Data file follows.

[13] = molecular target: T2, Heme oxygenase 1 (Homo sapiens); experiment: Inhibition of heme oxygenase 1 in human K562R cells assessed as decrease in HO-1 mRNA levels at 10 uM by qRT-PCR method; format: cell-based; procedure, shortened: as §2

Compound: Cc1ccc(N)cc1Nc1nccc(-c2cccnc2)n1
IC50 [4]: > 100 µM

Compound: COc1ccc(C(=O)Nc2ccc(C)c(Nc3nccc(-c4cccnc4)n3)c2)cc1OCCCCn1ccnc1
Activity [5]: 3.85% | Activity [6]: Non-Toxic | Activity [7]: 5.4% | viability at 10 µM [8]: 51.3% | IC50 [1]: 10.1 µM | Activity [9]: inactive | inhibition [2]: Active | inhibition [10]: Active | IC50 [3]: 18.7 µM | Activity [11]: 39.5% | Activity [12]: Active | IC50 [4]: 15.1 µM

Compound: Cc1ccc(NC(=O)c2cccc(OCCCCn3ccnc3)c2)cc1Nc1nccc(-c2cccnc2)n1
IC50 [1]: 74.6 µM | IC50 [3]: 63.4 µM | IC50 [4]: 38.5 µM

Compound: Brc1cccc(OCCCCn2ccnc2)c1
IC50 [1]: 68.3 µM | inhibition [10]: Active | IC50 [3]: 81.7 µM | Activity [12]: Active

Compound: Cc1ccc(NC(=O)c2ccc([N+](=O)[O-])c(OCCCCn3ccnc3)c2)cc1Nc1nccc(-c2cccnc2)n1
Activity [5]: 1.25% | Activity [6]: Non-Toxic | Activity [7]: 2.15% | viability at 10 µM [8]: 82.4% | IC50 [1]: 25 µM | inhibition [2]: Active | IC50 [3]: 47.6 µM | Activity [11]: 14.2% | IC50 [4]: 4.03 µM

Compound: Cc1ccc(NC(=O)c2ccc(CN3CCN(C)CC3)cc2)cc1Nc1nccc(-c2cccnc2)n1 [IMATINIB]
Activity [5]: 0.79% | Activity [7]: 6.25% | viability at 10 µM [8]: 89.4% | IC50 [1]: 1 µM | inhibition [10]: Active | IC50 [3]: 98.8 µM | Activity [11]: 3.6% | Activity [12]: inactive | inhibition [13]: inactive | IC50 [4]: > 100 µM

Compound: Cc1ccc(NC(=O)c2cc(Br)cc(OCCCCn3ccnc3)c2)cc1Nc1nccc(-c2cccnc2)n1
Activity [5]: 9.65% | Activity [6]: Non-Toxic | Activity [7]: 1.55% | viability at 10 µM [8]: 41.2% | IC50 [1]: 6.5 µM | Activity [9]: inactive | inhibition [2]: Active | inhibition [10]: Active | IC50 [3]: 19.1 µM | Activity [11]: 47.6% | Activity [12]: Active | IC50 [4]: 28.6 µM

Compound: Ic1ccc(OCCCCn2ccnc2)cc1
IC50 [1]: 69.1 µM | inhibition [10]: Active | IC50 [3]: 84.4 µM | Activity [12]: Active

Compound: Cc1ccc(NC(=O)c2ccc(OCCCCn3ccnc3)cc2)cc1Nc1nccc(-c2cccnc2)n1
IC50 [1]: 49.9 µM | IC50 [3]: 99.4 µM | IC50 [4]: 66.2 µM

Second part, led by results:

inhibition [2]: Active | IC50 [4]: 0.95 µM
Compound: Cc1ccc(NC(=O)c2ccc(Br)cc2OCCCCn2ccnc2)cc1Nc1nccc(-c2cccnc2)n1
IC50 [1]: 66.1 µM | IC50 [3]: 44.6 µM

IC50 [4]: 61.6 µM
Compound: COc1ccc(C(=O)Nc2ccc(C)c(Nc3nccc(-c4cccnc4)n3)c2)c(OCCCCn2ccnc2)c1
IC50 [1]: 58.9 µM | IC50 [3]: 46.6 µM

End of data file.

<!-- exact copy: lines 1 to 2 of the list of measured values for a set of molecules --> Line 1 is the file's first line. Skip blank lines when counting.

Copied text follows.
[13] = molecular target: T2, Heme oxygenase 1 (Homo sapiens); experiment: Inhibition of heme oxygenase 1 in human K562R cells assessed as decrease in HO-1 mRNA levels at 10 uM by qRT-PCR method; format: cell-based; procedure, shortened: as §2

Compound: Cc1ccc(N)cc1Nc1nccc(-c2cccnc2)n1